Against the Giants: Liberation of Geoff
Founded in part by adventurer veterans of the Battle of Emridy Meadows, Tika Town started in 569 CY as a lowland camp for a copper mine. The land proved to be fertile, and more folk came to settle when small deposits of agates were discovered in close proximity to the mine. The town had grown to a mixed human and demihuman population of nearly eight hundred when the giants struck in 583. Many settlers were killed and some fled, leaving only about three hundred survivors (all human) to be captured and enslaved. Initially smashed by giants and ogres, the town has been only partially rebuilt. Many buildings are still burned out or lie in ruin, offering plenty of pieces of stone within reach that would serve as a hurled missile for a giant.
Today Tika Town is a shadow of its former self, although it enjoys a curious sort of artificial prosperity. Every month, shipments of metal, food, and lumber are carted into Tika Town and u p into the Barrier Peaks. The caravaneers return empty-handed, and the human population of Tika Town assumes the goods are being delivered to a giant stronghold concealed in the mountains. The caravaneers spend a few days enjoying this place and then head back to their own town.
The current “mayor” of Tika Town is Eshirg, an old mountain giantess. Eshirg is assisted by Tog, Radoo, and Zerag, three hill giants from her adopted tribe. Somewhat erratic order is enforced in the town by eleven ogres (six male, five female) who answer to Eshirg or the hill giants; they only know that Eshirg reports to someone in the mountains. The ogres are very brutal in carrying out their orders, having been known to kill and eat people caught out after curfew. This behavior makes the ogres hated and feared by the populace, but also means that people are very careful about fol- lowing Eshirg’s few vague laws. As long as they don’t try to escape and continue to produce food and ore, the residents are only nominally slaves and are able to do what they please; most live dull, tired lives of near-starvation under the oppressive glare of oversized invaders. A small resistance movement has been slowly arming some of the population as well as smuggling peovle (mainly children) into neighboring countries.
- No humans allowed out between sunset and sunrise.
- The giants and ogres will be provided with as much food and drink as they want.
- All valuables belong to Eshirg.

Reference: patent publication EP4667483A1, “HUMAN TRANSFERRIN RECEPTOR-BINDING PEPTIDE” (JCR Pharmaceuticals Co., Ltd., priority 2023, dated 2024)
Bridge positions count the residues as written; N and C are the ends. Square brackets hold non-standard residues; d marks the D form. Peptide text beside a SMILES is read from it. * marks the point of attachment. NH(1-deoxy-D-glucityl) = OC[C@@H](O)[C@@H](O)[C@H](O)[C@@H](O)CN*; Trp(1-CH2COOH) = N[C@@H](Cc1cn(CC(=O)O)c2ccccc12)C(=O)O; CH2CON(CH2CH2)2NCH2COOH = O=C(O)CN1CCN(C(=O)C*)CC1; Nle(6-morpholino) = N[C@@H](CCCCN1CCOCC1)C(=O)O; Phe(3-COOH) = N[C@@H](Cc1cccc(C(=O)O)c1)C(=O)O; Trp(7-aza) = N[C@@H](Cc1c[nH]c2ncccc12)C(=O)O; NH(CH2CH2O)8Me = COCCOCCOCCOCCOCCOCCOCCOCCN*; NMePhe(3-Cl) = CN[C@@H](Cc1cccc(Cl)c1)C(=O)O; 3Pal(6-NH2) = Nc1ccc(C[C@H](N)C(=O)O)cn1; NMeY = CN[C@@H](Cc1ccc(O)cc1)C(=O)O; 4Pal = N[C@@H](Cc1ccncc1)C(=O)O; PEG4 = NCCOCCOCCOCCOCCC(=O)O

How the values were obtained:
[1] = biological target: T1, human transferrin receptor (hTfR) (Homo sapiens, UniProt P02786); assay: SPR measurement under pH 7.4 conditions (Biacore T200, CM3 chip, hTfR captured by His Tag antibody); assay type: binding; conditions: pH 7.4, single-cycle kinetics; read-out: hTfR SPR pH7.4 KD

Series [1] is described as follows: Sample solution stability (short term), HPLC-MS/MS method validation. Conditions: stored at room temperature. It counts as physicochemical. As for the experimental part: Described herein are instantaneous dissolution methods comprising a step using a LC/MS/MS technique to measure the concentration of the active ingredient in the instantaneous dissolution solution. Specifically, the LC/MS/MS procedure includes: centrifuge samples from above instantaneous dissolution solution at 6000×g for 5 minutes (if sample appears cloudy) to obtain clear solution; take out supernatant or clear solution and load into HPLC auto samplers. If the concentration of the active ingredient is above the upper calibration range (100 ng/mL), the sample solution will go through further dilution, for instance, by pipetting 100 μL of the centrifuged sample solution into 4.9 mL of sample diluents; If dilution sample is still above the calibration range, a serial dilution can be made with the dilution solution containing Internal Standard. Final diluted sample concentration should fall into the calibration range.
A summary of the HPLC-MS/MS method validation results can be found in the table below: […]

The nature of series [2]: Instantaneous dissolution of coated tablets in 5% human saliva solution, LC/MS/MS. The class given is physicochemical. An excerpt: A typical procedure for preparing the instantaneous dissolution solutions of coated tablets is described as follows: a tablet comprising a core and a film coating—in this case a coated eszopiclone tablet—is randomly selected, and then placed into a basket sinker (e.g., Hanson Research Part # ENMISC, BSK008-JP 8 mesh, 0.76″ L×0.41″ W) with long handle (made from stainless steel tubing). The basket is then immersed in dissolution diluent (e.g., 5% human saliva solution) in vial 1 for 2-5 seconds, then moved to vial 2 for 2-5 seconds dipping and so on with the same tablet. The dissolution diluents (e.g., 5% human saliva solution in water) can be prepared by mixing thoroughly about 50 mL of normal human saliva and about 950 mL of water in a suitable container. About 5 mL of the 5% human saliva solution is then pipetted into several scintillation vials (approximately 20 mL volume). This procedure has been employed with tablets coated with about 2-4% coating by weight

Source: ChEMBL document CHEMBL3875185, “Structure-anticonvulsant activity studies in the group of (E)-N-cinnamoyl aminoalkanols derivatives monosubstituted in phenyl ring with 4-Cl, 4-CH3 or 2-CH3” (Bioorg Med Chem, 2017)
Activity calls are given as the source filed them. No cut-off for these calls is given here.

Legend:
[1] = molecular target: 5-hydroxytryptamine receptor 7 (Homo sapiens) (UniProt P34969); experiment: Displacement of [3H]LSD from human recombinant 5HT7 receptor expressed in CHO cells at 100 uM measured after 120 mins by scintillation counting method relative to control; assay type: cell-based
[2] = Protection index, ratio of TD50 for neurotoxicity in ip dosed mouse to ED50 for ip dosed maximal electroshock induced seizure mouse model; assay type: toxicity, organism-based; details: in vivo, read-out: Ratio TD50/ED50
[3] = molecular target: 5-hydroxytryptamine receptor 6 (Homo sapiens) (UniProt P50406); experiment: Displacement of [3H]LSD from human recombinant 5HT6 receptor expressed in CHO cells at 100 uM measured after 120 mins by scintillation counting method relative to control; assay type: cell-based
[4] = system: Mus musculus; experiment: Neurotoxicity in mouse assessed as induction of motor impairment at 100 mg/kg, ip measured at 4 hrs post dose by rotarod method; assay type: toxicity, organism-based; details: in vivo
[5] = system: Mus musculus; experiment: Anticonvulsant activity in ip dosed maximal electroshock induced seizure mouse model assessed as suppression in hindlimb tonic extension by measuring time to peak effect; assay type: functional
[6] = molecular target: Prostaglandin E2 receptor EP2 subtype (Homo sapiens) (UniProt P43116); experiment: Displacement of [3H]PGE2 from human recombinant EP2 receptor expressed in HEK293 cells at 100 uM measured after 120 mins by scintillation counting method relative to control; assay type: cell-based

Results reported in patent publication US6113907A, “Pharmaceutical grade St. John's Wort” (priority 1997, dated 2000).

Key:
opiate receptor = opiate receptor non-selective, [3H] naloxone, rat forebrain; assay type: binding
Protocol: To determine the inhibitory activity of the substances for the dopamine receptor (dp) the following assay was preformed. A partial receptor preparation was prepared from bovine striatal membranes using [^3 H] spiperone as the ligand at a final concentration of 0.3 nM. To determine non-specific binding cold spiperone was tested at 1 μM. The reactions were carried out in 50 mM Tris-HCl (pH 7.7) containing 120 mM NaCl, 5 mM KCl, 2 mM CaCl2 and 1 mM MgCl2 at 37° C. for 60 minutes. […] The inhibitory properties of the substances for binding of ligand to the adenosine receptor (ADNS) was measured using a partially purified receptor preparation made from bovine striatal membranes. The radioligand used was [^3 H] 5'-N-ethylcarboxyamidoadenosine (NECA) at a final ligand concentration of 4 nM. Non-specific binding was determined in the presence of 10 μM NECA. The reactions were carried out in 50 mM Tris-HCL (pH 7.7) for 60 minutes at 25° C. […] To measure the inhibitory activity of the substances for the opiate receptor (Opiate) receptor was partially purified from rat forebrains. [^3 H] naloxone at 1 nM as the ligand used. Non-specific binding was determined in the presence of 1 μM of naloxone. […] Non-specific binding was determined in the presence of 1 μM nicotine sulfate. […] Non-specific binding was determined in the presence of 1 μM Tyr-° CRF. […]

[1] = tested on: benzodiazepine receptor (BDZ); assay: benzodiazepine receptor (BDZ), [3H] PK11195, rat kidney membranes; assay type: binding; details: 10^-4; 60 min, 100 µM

- Striking an ogre or giant is not permitted.
Although most of the human survivors of the attack on Tika Town live in the town itself, the people suffered such losses that almost half of the place remains demolished simply because those buildings are not needed. Surviving families live singly or in groups in repaired buildings, and people go about their daily business-selling goods, making clothes, and tending animals, mining, and so on- under the watchful eyes of the ogres, who punish all “troublemakers” with brutal glee. Anything of value has already been salvaged from the damaged buildings, with most of the portable items (gold, jewelry, etc.) being claimed by the invaders, while the more utilitarian items (blacksmithing tools, looms, etc.) going to the townsfolk. Some buildings may still contain corpses, although they will have rotted away to mere skeletons in the years since the invasion (the townspeople having buried all the bodies they could retrieve).
Everything is the town (including the people) is beat up, dirty, and in poor shape. There are disproportionately few children in Tika Town; most residents are adults, young adults (in their late teens), or infants, the others having been eaten or smuggled to safety The outlying farms and ranches provide wheat, maize, mutton, and beef to the inhabitants, with the giants and giant-kin getting the lion’s share.
- Eshirg’s Residence
- Tog’s Home
- Radoo’s Home
- Zerag’s Home
- Hochtritt’s Loom (resistance safe-house)
- Hearn’s Smithy
- Skull Pillars (skulls tethered to tree trunks, a reminder of who is in charge)
- Ogre Dwellings
- Mother Trin’s Soup Kitchen
- Butcher Shop